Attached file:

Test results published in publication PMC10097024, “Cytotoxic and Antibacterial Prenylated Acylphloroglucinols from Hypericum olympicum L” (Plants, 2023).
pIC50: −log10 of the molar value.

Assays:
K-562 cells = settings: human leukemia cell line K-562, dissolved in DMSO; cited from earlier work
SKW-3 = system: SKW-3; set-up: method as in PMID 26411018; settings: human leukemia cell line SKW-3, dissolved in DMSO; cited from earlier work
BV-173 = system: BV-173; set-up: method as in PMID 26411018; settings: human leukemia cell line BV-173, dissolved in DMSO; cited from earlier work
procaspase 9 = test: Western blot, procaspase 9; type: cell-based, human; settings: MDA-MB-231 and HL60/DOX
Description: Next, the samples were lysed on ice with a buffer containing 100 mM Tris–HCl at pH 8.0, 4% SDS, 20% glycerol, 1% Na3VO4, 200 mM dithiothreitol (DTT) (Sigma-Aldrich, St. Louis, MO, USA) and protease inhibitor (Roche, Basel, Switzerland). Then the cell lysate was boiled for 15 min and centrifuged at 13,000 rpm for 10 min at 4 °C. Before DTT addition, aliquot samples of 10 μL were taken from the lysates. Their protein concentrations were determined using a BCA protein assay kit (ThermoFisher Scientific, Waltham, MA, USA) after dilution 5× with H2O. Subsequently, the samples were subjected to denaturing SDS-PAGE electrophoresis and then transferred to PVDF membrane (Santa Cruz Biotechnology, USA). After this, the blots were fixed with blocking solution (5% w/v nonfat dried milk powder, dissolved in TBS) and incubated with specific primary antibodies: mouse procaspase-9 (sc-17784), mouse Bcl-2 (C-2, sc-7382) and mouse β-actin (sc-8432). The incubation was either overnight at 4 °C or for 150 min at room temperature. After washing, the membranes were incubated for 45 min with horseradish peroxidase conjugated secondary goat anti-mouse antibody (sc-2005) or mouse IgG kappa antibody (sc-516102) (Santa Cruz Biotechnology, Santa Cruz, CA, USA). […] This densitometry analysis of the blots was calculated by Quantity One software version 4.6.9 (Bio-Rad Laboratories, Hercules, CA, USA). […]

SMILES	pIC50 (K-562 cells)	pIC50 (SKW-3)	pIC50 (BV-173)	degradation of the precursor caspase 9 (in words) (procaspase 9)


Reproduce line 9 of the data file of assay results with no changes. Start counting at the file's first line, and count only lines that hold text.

SMILES	pIC50 (K-562 cells)	pIC50 (SKW-3)	pIC50 (BV-173)	degradation of the precursor caspase 9 (in words) (procaspase 9)